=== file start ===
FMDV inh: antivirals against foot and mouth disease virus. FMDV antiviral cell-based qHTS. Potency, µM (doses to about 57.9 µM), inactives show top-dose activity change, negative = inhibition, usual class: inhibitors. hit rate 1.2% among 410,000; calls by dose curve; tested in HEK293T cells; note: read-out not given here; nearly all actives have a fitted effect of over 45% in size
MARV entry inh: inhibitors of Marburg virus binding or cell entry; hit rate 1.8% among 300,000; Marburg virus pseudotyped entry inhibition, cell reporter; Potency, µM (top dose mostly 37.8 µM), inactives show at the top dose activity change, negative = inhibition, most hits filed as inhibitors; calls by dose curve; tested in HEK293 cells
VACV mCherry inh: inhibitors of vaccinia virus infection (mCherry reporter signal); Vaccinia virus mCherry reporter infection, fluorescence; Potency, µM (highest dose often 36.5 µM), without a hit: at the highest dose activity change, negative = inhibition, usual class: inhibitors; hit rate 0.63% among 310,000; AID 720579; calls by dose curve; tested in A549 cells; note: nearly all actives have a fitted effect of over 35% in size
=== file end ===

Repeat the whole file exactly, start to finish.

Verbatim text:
FMDV inh: antivirals against foot and mouth disease virus. FMDV antiviral cell-based qHTS. Potency, µM (doses to about 57.9 µM), inactives show top-dose activity change, negative = inhibition, usual class: inhibitors. hit rate 1.2% among 410,000; calls by dose curve; tested in HEK293T cells; note: read-out not given here; nearly all actives have a fitted effect of over 45% in size
MARV entry inh: inhibitors of Marburg virus binding or cell entry; hit rate 1.8% among 300,000; Marburg virus pseudotyped entry inhibition, cell reporter; Potency, µM (top dose mostly 37.8 µM), inactives show at the top dose activity change, negative = inhibition, most hits filed as inhibitors; calls by dose curve; tested in HEK293 cells
VACV mCherry inh: inhibitors of vaccinia virus infection (mCherry reporter signal); Vaccinia virus mCherry reporter infection, fluorescence; Potency, µM (highest dose often 36.5 µM), without a hit: at the highest dose activity change, negative = inhibition, usual class: inhibitors; hit rate 0.63% among 310,000; AID 720579; calls by dose curve; tested in A549 cells; note: nearly all actives have a fitted effect of over 35% in size